With all of the extra leisure, everyone has the opportunity to enjoy the arts. Symphony concerts and lectures by the greatest minds in the world are delivered to homes over the telephone lines in a manner later readers have compared first to radio and more recently to the internet.
Most people eat daily at communal dining halls where nutritious meals are deliciously prepared by expert chefs. Travel is provided on free public transportation. Despite these communal aspects to society, every family has their own comfortable home with the privacy that entails.
On the social level, women are respected and treated as equals and partners both professionally and in the home. Most crime, which arose out of want, privation, and ignorance, has been eliminated. Remaining crime is considered the result of disease and atavism, a tendency in some to revert to a savage ancestral type. These conditions can be medically treated. What criminals exist are tried by a triumvirate consisting of a chief judge, a prosecutor, and a defender, all of whom must ultimately agree on a sentence after dispassionately reviewing the evidence and the accused’s prospects for ultimate rehabilitation.
In dialog, one by one West brings up objections to the new order, asking pointed questions and Dr. Leete patiently explains the near perfection of the new system.
West arouses from his slumber, but is convinced that he has been shown the future:
I had visited a world incomparably more affluent than this, in which money was unknown and without conceivable use.... These exchanges money effected—how equitably, might be seen in a walk from the tenement house districts to the Back Bay—at a cost of an army of men taken from productive labor to manage it, with constant ruinous breakdowns of its machinery, and a generally debauching influence on mankind which had justified its description, from ancient time as the “root of all evil”.
Bellamy shied away from, but did not totally shun, the use of the word socialism which then, as now, was burdened with political and social baggage. He preferred to call the system he described as Nationalism because all of the means of production and distribution had been nationalized. This is not to be confused with the use of nationalism as the exhalation of the nation state in its fierce, self-interested completion with all other nation states.
No one was more astounded than Bellamy, who at first insisted that he did not mean to spark a social revolution only to offer “a literary fantasy, a fairy tale of social felicity,” when the book became an overnight sensation, flying off shelves faster than the publisher could issue new editions. There were not whole books shops filled then with alternative universes and visions of the future. This was new and exciting to most readers.
It also struck a deep chord in a nation that was in the midst of a brutal ongoing class war in which the capitalists and bosses offered no quarter—11 years after the era began with the Great Railroad Strike of 1877 and just two years after the launch of a national movement for the Eight Hour Day and the Haymarket Affair.
Literate workers were inspired by any vision of a socialist utopia. The middle class, particularly the educated elite, were charmed with a vision of socialism that did not seem rooted in the implacable class conflicts of Marxism, but offered a cooperative solution that erased class differences without destroying comfortable civilization.
How popular was Looking Backward? In the little more than a decade remaining in the 19th Century, it became the second most widely read American novel, trailing only the ante bellum Uncle Tom’s Cabin, and edging out the wildly popular Ben Hur by Lew Wallace published in 1880.
Overnight Bellamy and Nationalist Clubs sprang up first to discuss the ideas in the book and quickly to find ways of implementing them. By 1890 there were more than 160 such clubs all around the country. Among the leading intellectuals that were involved were heavy weights like William Dean Howells and Edward Everett Hale. Eugene V. Debs, Grand Secretary and Treasurer of the Brotherhood of Locomotive Firemen and other labor leaders were also attracted.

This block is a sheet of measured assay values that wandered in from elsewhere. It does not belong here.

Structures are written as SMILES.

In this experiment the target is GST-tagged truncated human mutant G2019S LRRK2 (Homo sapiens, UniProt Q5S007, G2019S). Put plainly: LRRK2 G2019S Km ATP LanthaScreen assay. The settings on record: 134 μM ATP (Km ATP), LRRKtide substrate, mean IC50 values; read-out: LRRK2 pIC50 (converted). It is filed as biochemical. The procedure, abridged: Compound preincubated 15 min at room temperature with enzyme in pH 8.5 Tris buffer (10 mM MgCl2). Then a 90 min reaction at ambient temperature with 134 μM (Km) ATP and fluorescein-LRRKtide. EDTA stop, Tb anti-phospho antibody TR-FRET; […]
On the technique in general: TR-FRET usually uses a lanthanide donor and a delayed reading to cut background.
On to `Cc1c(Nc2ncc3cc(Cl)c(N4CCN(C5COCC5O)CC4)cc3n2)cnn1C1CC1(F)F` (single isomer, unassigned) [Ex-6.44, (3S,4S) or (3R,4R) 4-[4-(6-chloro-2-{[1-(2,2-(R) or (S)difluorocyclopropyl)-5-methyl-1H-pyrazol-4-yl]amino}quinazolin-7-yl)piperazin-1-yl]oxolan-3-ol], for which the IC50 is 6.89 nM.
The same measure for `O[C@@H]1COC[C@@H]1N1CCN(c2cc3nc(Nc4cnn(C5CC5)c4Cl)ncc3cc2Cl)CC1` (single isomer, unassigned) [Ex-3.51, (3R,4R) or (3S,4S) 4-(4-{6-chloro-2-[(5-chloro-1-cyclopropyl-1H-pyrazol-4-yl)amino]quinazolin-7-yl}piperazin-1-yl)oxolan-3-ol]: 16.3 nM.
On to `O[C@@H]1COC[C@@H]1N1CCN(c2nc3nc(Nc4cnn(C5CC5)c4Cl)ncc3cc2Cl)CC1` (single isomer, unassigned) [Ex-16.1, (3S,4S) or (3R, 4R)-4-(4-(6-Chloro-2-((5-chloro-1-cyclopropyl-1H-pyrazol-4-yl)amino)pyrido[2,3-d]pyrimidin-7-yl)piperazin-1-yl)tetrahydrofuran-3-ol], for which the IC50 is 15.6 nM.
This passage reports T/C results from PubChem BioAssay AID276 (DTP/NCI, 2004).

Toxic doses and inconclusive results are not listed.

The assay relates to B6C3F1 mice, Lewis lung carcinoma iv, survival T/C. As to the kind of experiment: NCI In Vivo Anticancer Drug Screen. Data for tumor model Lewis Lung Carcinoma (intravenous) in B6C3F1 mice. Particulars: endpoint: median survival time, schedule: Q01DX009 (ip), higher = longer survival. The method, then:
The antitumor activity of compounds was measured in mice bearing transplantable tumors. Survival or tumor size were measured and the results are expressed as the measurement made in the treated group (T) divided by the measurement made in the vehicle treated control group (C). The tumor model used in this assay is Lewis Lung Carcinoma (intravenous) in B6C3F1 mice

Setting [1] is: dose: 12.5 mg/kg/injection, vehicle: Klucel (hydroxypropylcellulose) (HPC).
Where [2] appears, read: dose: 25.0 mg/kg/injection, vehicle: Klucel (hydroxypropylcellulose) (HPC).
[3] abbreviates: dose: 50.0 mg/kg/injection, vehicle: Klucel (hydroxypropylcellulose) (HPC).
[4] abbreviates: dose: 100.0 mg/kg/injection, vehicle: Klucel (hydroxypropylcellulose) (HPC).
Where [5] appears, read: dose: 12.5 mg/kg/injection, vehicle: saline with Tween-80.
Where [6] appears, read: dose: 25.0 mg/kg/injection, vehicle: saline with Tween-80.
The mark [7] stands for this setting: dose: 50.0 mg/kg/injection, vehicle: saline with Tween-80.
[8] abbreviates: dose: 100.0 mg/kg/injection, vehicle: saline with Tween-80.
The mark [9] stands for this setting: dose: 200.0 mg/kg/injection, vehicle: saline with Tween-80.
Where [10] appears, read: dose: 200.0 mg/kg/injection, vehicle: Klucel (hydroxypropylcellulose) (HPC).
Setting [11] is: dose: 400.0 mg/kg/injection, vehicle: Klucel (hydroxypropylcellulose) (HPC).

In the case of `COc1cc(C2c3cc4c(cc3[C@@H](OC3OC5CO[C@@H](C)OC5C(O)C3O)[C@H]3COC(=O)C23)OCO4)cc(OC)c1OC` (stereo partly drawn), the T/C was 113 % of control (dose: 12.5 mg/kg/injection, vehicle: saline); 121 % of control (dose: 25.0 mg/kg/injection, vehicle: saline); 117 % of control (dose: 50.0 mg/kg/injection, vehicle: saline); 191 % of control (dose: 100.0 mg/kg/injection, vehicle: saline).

At first Bellamy held himself aloof from the movement he had inspired. But within a year he became energized with the idea that his Utopia might just be achievable. He threw himself into the movement, touring and speaking widely and writing articles in many of the top publications in the country. In 1891 he established his own magazine, The New Nation as an organ of the movement.
Bellamy believed that political action by an educated leadership could usher in his vision of socialism. He and many of his followers threw themselves behind the new People’s Party or Populists as a vehicle for that transformation. After a while efforts of the Nationalist Clubs and the People’s Party became so enmeshed as to be indistinguishable. Many elements of the Nationalist program did make it into the Populist’s platforms. But there were also other forces and visions at work, especially the agrarian populism growing out of the Grange Movement, remnants of the Green Back Party, and followers of Henry George, exponent of another popular reform plan the Single Tax.
Meanwhile the class war was only getting uglier with the Homestead Strike of 1892, and industrial warfare in the coal fields and western metal mining districts. Labor leaders like Debs were growing disenchanted with the Nationalists gradualist approach and the reliance on middle class leadership rather than working class self liberation.
The coalition behind the Nationalist movement began to fall apart almost as quickly as it formed. Bellamy had to close The New Nation in 1894 for lack of revenue. Most clubs had dissolved. Working class militants looked increasingly to Marxism and the middle class looked for milder reform models.
By 1895 Bellamy, increasingly fragile, retreated from active political activity. He dedicated himself to writing a sequel to Looking Backward that would concentrate on his vision of equality of women. Equality expanded many of the themes of the first book. But its time had already passed. It sold moderately well to devotees, but was not a huge success.
It was Bellamy’s last effort. On May 22, 1898 he succumbed at last to tuberculosis in the ancestral home in Chicoppee Falls where he had long lived with his wife and children. He was only 48 years old.